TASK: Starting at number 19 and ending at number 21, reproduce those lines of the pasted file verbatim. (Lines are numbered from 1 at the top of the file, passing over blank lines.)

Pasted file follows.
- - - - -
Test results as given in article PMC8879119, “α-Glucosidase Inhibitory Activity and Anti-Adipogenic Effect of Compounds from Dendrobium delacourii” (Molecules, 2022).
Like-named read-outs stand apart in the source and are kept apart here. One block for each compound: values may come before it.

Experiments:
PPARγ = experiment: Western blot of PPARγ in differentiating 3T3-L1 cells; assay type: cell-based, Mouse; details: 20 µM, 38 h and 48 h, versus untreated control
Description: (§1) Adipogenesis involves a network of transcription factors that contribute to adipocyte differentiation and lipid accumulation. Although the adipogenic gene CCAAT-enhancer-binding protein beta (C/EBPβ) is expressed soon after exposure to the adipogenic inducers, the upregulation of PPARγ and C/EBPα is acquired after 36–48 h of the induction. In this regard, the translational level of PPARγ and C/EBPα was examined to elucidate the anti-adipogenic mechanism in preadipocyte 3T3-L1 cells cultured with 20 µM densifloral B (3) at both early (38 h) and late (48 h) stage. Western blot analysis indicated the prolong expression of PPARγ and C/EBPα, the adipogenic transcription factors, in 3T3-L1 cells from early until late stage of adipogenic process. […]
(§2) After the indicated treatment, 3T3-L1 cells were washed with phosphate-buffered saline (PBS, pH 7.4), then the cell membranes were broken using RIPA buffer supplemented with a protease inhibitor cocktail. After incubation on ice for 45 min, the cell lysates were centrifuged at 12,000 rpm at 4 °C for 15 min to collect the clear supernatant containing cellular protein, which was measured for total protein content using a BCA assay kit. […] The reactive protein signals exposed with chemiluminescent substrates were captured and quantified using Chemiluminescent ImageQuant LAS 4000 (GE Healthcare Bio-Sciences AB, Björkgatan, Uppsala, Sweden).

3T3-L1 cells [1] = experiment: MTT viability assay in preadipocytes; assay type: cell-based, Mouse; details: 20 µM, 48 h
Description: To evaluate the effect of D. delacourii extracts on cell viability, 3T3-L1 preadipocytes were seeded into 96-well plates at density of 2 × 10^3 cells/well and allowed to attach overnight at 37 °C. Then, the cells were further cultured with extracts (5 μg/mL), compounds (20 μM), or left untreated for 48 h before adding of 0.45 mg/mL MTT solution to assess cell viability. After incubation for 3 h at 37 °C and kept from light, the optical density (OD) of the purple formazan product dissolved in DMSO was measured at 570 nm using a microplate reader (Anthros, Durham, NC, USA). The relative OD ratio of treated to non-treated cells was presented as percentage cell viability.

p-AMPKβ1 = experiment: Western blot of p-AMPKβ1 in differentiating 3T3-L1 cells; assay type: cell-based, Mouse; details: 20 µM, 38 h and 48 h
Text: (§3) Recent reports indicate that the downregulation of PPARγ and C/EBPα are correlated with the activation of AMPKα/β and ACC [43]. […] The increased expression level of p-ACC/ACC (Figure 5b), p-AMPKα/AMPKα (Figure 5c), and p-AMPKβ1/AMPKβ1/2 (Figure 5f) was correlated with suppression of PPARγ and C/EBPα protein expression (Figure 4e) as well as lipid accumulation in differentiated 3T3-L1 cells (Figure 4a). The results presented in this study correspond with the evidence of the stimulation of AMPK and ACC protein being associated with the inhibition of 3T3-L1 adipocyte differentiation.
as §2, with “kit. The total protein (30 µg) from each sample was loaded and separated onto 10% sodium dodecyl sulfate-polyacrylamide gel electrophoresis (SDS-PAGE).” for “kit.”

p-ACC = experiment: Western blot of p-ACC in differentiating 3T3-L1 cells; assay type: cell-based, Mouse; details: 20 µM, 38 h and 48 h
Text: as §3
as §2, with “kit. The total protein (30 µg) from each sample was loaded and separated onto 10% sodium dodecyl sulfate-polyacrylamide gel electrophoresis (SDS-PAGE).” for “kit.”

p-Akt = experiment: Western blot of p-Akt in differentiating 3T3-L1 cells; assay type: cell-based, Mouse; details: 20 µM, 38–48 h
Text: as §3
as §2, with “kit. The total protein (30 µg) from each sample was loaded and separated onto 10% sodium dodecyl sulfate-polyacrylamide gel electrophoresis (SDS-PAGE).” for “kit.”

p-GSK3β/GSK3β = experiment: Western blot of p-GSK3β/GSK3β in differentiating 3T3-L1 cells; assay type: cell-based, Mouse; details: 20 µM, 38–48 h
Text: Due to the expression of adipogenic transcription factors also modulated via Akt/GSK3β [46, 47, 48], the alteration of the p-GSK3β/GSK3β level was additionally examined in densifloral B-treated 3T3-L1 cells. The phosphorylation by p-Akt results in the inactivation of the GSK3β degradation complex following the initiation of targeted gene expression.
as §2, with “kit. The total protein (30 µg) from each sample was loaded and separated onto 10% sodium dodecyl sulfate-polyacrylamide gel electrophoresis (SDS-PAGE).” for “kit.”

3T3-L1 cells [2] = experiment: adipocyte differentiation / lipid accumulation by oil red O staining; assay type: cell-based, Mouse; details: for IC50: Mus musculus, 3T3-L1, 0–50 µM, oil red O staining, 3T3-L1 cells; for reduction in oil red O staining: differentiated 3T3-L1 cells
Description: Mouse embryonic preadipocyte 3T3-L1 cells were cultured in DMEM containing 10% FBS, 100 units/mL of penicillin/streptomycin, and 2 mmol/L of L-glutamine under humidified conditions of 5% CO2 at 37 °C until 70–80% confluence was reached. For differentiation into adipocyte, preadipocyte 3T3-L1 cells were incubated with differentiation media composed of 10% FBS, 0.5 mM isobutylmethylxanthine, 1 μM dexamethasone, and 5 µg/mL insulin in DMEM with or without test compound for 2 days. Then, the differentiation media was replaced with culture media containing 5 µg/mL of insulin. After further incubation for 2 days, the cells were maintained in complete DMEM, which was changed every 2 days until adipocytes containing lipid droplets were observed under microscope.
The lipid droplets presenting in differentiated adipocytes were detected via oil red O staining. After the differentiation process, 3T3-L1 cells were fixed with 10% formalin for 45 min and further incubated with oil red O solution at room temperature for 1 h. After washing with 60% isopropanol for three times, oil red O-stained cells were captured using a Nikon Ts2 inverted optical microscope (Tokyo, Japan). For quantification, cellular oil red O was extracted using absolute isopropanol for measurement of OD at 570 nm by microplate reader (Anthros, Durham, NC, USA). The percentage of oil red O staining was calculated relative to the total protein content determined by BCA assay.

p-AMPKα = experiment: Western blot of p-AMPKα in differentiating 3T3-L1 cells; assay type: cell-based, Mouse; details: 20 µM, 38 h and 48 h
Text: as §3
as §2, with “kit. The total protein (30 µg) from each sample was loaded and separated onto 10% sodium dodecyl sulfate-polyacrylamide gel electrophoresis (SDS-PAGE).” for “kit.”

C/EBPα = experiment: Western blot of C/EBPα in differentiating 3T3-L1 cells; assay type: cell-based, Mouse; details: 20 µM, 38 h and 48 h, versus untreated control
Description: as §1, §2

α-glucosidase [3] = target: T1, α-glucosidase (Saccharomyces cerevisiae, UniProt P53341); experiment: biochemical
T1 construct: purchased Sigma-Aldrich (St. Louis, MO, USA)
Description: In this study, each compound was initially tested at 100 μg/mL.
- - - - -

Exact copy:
Text: Due to the expression of adipogenic transcription factors also modulated via Akt/GSK3β [46, 47, 48], the alteration of the p-GSK3β/GSK3β level was additionally examined in densifloral B-treated 3T3-L1 cells. The phosphorylation by p-Akt results in the inactivation of the GSK3β degradation complex following the initiation of targeted gene expression.
as §2, with “kit. The total protein (30 µg) from each sample was loaded and separated onto 10% sodium dodecyl sulfate-polyacrylamide gel electrophoresis (SDS-PAGE).” for “kit.”

3T3-L1 cells [2] = experiment: adipocyte differentiation / lipid accumulation by oil red O staining; assay type: cell-based, Mouse; details: for IC50: Mus musculus, 3T3-L1, 0–50 µM, oil red O staining, 3T3-L1 cells; for reduction in oil red O staining: differentiated 3T3-L1 cells